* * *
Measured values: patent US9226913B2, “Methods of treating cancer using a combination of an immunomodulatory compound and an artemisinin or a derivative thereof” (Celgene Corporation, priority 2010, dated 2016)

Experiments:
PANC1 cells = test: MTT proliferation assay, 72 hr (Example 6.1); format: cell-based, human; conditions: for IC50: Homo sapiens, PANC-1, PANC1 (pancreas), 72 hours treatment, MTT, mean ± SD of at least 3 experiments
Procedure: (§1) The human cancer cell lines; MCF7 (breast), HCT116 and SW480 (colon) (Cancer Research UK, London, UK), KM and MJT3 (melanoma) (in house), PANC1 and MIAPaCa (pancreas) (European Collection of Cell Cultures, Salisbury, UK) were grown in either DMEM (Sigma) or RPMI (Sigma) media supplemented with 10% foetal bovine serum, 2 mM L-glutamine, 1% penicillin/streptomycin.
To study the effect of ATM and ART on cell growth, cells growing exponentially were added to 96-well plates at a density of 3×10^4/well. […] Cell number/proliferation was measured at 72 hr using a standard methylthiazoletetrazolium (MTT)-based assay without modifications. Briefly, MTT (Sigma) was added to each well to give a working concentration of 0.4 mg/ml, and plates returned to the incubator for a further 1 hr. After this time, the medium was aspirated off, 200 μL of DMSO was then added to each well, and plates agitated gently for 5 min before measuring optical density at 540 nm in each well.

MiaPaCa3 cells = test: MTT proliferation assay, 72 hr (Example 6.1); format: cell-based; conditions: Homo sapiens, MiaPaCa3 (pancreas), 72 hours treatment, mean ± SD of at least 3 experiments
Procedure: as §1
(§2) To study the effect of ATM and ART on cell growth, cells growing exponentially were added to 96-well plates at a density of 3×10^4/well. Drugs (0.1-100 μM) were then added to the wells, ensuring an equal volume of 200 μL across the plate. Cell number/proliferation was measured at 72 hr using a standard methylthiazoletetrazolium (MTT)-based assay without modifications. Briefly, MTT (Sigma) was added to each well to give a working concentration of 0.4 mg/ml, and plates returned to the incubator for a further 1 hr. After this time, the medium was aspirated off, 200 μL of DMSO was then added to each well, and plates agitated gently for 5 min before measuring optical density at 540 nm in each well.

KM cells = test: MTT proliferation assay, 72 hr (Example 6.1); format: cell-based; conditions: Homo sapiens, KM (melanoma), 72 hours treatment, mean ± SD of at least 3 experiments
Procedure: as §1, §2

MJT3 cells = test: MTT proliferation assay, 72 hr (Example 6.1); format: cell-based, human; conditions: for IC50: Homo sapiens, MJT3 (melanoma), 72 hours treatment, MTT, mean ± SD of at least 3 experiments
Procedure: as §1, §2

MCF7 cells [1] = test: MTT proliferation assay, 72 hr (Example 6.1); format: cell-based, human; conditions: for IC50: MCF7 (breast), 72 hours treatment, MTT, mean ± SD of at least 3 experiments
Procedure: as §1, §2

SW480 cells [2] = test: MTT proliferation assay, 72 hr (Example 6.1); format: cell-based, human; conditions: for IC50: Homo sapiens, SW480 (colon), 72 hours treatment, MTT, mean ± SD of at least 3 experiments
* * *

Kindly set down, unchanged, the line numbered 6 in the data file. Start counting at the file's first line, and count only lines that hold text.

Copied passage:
MiaPaCa3 cells = test: MTT proliferation assay, 72 hr (Example 6.1); format: cell-based; conditions: Homo sapiens, MiaPaCa3 (pancreas), 72 hours treatment, mean ± SD of at least 3 experiments